Sunday, September 26, 2010

Invoking Methods

  Suppose you are writing a debugger which allows the user to select and then invoke methods during a debugging session. Since you don't know at compile time which methods the user will invoke, you cannot hardcode the method name in your source code. Instead, you must follow these steps:
  1. Create a Class object that corresponds to the object whose method you want to invoke. See Retrieving Class Objects for more information.
  2. Create a Method object by invoking getMethod upon the Class object. The getMethod method has two arguments: a String containing the method name, and an array of Class objects. Each element in the array corresponds to a parameter of the method you want to invoke. For more information on retrieving Method objects, see Obtaining Method Information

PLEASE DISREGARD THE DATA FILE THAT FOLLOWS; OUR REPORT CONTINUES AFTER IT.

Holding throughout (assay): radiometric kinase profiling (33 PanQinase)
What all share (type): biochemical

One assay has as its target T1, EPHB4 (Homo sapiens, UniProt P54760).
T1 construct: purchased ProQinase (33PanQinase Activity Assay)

3. Invoke the method by calling invoke. The invoke method has two arguments: an array of argument values to be passed to the invoked method, and an object whose class declares or inherits the method.
The sample program that follows shows you how to invoke a method dynamically. The program retrieves the Method object for the String.concat method and then uses invoke to concatenate two String objects.
import java.lang.reflect.*;

class SampleInvoke {

public static void main(String[] args) {
String firstWord = "Hello ";
String secondWord = "everybody.";
String bothWords = append(firstWord, secondWord);

public static String append(String firstWord, String secondWord) {
String result = null;
Class c = String.class;
Class[] parameterTypes = new Class[] {String.class};
Method concatMethod;
Object[] arguments = new Object[] {secondWord};
try {
 concatMethod = c.getMethod("concat", parameterTypes);
 result = (String) concatMethod.invoke(firstWord, arguments);
} catch (NoSuchMethodException e) {
} catch (IllegalAccessException e) {
} catch (InvocationTargetException e) {
return result;
The output of the preceding program is:
Hello everybody.

No comments:

Post a Comment